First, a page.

impeccable perfect K mais but
l’imperméable (m) raincoat les kleenex tissues la maison house
l’infirmier/l’infirmière nurse le manège merry-go-round
l’informaticien(ne) computer manger to eat
technician L le manteau coat
l’informatique (f) information là there le marché market
technology là-bas over there mardi Tuesday
les installations olympiques laisser to leave la margarine margarine
the Olympic installations
le lait milk le mari husband
l’instituteur/l’institutrice
le lait bronzant sun cream marron brown
primary school teacher
les produits laitiers dairy le match de foot soccer game
l’Italie (f) Italy
products le matin morning
en Italie in Italy
le lave-vaisselle dishwasher le/la mécanicien(ne)
italien/italienne Italian
laver to wash mechanic
something/someone else le médecin doctor
se laver to get washed les médias media
J les légumes vegetables les médicaments medicines
la jambe leg lequel/laquelle which one meilleur(e) best
le jambon ham lever to lift up/raise mélanger to mix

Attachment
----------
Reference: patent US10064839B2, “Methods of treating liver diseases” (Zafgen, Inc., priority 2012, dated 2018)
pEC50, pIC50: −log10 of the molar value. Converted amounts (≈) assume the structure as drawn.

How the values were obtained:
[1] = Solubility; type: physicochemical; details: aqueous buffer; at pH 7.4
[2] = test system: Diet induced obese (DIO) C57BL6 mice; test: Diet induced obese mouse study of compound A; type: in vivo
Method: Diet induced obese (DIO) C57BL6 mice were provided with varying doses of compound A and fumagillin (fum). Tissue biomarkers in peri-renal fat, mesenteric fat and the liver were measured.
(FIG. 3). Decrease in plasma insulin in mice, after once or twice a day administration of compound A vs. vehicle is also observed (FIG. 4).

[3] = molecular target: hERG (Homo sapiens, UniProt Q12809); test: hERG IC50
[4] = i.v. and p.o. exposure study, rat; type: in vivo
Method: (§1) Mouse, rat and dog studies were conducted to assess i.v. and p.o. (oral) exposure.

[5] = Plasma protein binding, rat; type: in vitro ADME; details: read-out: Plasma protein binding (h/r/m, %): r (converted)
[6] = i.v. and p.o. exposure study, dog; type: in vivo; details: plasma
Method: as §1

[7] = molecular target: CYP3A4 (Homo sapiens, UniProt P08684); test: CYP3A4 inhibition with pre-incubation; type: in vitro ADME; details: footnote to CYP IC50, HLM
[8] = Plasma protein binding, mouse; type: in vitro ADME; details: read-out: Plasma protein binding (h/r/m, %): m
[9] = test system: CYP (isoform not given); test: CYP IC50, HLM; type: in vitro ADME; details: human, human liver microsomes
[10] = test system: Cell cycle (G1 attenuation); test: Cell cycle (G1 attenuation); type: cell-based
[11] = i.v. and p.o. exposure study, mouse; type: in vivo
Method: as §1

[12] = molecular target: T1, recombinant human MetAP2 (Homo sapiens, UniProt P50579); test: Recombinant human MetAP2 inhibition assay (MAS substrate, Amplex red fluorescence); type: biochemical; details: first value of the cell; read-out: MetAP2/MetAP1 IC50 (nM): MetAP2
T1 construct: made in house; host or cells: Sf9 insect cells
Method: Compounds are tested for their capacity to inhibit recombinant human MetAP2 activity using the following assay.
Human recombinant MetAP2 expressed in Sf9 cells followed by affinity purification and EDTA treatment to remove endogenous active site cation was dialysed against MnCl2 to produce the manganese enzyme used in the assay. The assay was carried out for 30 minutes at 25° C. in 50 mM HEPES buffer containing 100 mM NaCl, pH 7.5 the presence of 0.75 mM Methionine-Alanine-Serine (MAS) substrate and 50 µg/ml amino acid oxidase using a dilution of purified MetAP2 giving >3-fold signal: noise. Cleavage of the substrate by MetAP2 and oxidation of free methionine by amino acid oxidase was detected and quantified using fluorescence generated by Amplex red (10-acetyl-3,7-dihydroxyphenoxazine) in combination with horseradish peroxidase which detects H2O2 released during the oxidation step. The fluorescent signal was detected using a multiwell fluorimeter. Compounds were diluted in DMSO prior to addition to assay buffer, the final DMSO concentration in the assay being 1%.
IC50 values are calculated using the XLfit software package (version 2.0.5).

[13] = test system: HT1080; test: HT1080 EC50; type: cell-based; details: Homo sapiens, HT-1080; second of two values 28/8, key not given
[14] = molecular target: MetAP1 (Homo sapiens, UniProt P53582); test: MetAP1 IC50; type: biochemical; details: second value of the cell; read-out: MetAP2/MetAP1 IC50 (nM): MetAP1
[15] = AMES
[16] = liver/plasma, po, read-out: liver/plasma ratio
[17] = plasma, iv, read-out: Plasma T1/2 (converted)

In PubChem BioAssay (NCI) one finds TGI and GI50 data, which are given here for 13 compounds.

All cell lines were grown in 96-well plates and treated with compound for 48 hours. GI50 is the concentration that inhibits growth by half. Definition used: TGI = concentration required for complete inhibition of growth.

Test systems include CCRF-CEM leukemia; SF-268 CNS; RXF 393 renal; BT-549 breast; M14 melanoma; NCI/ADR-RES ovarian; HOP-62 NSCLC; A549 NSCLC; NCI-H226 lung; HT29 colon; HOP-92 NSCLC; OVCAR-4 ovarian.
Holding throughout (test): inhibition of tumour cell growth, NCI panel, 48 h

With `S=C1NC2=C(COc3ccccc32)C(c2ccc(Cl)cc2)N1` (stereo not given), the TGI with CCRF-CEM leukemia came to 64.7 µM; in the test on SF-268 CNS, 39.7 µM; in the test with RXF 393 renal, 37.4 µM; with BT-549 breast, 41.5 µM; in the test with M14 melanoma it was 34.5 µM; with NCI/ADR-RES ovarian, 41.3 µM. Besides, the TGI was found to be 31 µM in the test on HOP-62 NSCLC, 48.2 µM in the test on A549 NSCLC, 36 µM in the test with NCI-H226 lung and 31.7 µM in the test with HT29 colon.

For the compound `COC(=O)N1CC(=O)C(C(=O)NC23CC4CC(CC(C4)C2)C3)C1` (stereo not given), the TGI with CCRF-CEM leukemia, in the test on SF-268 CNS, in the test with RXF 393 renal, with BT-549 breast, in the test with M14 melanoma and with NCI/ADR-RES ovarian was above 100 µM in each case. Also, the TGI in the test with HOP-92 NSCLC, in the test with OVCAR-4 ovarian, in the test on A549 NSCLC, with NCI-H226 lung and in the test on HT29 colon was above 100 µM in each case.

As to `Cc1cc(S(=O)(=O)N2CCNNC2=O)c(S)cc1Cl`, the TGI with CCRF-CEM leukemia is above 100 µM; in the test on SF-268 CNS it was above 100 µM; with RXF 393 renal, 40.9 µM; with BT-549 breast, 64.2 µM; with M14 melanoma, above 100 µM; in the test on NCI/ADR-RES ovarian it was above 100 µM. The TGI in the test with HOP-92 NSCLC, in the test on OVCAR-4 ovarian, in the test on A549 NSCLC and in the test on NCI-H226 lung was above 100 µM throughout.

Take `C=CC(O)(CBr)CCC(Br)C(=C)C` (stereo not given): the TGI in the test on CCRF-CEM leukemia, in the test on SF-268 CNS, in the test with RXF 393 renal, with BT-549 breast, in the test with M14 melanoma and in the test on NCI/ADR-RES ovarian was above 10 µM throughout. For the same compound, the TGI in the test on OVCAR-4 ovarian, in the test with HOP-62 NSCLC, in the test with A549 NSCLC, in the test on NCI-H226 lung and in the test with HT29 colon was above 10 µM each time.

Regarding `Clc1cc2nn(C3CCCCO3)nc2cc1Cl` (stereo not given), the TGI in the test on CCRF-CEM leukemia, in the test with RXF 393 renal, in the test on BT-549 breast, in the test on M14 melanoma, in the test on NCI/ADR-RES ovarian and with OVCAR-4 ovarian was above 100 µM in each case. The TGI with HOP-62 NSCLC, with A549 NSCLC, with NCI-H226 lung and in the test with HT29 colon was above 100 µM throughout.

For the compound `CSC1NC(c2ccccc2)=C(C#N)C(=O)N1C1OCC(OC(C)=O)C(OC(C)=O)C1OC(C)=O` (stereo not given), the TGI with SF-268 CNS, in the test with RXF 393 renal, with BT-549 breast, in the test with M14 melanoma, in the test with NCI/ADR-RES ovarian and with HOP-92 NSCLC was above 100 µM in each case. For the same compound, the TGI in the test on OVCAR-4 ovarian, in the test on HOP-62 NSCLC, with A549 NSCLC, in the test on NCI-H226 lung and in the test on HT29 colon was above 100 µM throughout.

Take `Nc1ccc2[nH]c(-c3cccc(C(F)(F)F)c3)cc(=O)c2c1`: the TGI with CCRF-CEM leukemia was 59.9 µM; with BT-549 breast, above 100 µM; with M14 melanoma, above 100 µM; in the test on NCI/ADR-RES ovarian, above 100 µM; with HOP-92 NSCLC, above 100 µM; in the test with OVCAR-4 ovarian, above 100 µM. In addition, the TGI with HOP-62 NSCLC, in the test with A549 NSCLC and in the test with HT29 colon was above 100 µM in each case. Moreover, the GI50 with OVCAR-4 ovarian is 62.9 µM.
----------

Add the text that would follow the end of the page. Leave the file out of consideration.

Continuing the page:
le Japon Japan *se lever to get up même even
au Japon in Japan les lieux historiques historic la mer sea
japonais/japonaise Japanese sites mercredi Wednesday
le jardin garden la ligne line la mère mother
le jardin botanique botanical la limite de vitesse speed limit le métier job
garden le lit bed le métro subway
jaune yellow loin de far from mettre (les clignotants) to
jeudi Thursday la lotion après-rasage switch on (the turn signals)
le jogging jogging aftershave les meubles furniture
joli(e) pretty le lotissement housing estate midi noon
jouer au tennis to play tennis la luge toboggan le miel honey
le/la journaliste journalist lundi Monday le milk-shake milk shake
le jour day les lunettes de soleil sunglasses mince thin